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Open Roads Forum  >  Tech Issues

 > No AC power from Generac 36

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BillS

Mount Pleasant, TX

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Posted: 11/24/11 05:17am Link  |  Print  |  Notify Moderator

big whitey wrote:

....sure would be nice if Honda/Yamaha offered a built in model,SIGH. again all the above reflects my experiences and is my opinion,YMMV.


Honda did make a built in type RV generator at one time, 4KW with a Honda liquid cooled engine, a Model EV4000 and EV4010.

Bill


'03 Lance 1121
'03 Dodge 3500 Diesel Dually

88lover

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Posted: 11/25/11 05:19pm Link  |  Print  |  Notify Moderator

I don't see any replacement for the impact 36 with like output. the Onan is weak and the stronger KW Onan's won't fit in the compartment. and the Honda I will have to agree with BillS.

Bill, I have read your post about dismount. On my Lance, the wires for the 12 pin and the 4 wires that go to the bridge rectifier are sealed through a plate.

So, I guess I will have to first disconnect the inverter, then tie a pull string to the wires, open the caulked service plate and pull the wires as I drop the generator out the bottom.

Setting up the test bench will be a pain. I guess I can use one of the camper bottles of LG but will have to buy a regulator and hose and connections. Since the generator has it's own prime and start run switch, I can leave the remote controls in the camper and can pick up a pair of battery cables in any auto parts store.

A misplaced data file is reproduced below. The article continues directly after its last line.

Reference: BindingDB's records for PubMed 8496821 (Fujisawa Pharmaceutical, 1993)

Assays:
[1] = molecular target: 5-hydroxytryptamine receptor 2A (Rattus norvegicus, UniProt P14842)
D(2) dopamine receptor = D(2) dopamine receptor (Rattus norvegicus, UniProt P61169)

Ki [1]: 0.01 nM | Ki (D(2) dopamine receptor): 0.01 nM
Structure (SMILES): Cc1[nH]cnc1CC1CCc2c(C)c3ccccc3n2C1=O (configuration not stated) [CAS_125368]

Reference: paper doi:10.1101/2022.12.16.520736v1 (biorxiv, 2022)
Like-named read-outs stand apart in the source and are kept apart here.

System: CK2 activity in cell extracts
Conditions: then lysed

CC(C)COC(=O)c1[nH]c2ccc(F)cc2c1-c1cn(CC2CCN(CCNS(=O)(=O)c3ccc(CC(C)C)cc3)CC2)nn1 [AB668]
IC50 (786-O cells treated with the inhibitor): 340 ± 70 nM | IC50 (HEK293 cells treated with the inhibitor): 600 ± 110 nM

I am encouraged that I found a distributor with a true parts department who have the cross referance guide to all of the parts listed in my owners manual.
I just hope that it is not the inverter itself that is fried.

Can U give me a list of the fittings and length of lpg hose I will need and also a heads up on where would be the best place to shop?

Thanks guys for all your help

* This post was edited 11/25/11 05:26pm by 88lover *





88lover

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Posted: 11/26/11 11:24am Link  |  Print  |  Notify Moderator

Was able to open up the inverter today. The 12 pin at the inverter end unplugs easilly and can only be inserted one way so no problem.

The red,black,blue,green wires that go back to the Diodes-bridge rectifier at the generator are contained in a lug box mounted on the side of the inverter. The wires are cable encased and I traced them back through the wall to a junction box where they were connected with wire nuts to wires that were encased in metal flex conduit and then entered the generator through a angle connector.

The AC voltage wires came off the Inverter through a second junction box. Even though the camper was connected to 120v at the time, there was no voltage across these lines (generator not running), so I guess there may be a transfer switch somewhere in the camper. I see a control center for the camper with a converter under the step right below the fuse pannel. Could the converter be doing a dual purpose of converting 120 to 12v and switching between shore power and generator power?
Could the converter be causing the problem?

Before I go further, I plan to disconnect the 120v shore power, start the generator, and with my meter, see if there is 120v comming off the inverter. I might be saving myself some grief.

BillS

Mount Pleasant, TX

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Posted: 11/26/11 06:11pm Link  |  Print  |  Notify Moderator

While you are in the inverter, you can check the voltages. These are instructions I have in my file: